SEAGULLS caused havoc at the Springboks' training ground by pelting the ground with poo, it has emerged.

Now the birds have even been blamed for the South African team’s shock defeat to Japan.

The team used Eastbourne College’s pitch at the Memorial ground to train for the match at the Amex on Saturday.

But groundstaff had to call a pest control company after getting inundated with the birds before the team arrived.

Jon Whitehead, a director at Clean Kill Environmental Services, told The Argus: “I got a phone-call from the head groundsman.

“They had spent quite a lot of money on preparing the ground to host the South African team, and the seagulls found this a nice place to rest.

“I think they were looking for worms to eat or something like that and they were creating a mess on the pitch.

“So they asked for some help and advice.

“We were able to tell them that when you get a large flock what you can do by introducing a hawk to the area is disrupt their feeding patterns.”

The Croydon-based company did a trial flight with a hawk before the team arrived and was put on standby in case needed again, Mr Whitehead added.

Head groundsman Richard Maryan said: “At one time we had more than 100 gulls on the pitch after we had cut the grass and they were making an horrendous mess.”

Two-times world champion South Africa lost 34-32 to underdogs Japan on Saturday, one of the greatest upsets in Rugby World Cup history.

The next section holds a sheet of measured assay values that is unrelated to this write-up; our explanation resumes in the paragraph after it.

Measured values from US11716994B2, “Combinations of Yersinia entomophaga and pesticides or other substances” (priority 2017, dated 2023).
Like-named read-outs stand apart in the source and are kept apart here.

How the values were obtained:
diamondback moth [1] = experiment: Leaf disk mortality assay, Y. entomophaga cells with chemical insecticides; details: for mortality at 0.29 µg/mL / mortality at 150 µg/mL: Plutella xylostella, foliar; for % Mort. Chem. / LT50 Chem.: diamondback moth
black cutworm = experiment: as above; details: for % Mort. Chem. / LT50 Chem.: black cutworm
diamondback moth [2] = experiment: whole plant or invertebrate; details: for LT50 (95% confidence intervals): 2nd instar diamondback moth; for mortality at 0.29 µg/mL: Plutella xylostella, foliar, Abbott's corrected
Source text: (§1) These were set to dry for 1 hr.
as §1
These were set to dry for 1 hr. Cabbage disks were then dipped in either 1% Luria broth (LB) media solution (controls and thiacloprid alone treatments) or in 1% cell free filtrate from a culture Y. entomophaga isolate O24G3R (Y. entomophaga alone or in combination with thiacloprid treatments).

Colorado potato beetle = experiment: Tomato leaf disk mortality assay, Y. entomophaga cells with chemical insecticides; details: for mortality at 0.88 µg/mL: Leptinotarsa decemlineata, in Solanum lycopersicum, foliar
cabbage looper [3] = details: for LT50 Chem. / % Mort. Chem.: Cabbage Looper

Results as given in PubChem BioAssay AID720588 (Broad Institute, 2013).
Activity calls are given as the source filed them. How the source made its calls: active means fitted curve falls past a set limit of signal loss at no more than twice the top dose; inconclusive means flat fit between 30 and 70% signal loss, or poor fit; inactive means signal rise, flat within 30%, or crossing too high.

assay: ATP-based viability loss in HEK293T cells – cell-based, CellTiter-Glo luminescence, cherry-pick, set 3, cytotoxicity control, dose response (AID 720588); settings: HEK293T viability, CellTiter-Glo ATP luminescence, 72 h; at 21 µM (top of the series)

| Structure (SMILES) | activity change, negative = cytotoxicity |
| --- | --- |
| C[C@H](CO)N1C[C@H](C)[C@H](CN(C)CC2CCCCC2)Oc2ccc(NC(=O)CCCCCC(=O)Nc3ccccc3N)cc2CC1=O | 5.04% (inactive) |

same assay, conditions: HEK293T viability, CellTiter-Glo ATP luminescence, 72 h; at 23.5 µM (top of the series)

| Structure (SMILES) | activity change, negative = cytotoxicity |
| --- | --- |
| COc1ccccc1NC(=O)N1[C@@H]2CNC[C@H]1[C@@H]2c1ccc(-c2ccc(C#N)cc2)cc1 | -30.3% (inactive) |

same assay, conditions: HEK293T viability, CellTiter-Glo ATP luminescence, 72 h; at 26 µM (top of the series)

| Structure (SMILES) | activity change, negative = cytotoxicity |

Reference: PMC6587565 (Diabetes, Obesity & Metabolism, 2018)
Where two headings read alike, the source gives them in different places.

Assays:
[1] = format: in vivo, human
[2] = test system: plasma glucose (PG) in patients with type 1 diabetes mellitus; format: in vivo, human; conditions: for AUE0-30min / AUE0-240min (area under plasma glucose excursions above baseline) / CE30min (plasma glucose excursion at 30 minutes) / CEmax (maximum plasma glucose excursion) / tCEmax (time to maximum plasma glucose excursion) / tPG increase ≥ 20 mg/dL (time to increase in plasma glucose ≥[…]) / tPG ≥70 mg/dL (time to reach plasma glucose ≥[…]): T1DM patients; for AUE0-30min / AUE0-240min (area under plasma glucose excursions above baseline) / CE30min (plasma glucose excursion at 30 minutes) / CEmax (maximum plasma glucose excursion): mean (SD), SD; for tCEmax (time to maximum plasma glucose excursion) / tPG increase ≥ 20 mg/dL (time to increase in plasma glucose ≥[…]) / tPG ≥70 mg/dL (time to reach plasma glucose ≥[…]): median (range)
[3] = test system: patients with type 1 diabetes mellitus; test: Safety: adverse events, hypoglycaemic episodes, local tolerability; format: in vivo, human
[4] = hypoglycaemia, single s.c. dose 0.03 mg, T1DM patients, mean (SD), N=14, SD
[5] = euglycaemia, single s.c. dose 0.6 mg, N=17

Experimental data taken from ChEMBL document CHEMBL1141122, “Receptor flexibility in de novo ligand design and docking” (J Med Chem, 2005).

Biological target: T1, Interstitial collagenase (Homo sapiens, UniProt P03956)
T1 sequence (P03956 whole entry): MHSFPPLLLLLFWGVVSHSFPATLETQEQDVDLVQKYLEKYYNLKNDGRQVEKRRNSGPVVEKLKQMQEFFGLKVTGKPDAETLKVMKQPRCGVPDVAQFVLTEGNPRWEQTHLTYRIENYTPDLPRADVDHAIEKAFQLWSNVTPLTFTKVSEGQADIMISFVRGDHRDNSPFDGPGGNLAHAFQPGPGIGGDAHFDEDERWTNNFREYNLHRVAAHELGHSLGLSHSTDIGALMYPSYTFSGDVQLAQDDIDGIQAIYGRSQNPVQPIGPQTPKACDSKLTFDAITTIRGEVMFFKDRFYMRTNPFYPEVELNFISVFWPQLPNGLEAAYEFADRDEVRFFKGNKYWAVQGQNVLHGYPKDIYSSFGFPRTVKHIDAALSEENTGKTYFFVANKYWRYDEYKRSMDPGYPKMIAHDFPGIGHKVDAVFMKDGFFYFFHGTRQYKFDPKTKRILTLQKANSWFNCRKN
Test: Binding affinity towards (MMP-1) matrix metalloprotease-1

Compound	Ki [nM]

Twitter account TheatreAfrica, which has 11,000 followers, wrote: “Seagulls plague South African Springboks training ground with POO. Now I know why we lost.”

Another fan wrote, according to a national newspaper: “Thanks a lot, seagulls. How can the players be expected to train in these conditions?”

The Rugby World Cup organising body visited Eastbourne College several times to conduct detailed pitch inspections.

Eastbourne College headmaster Simon Davies said: "The excellent work of the Eastbourne College grounds team in preparing training pitches for our Springbok guests and George the Hawk’s efficacy as an ethically sound pest deterrent has in fact been foully defamed by ludicrous claims that ‘seagulls on the pitches’ had anything to do with the South Africans’ performance at the Amex stadium (where, I note, the Seagulls play all their home matches; very suspicious?).

"In fact the Springbok Team Manager Ian Schwartz said the training facilities they had at Eastbourne College ranked among the best they’d ever used.

"In the days they trained here they didn’t even see a single seagull!

"Having the Springboks in our wonderful town gave a great amount of joy and excitement to the people of Eastbourne – young and old."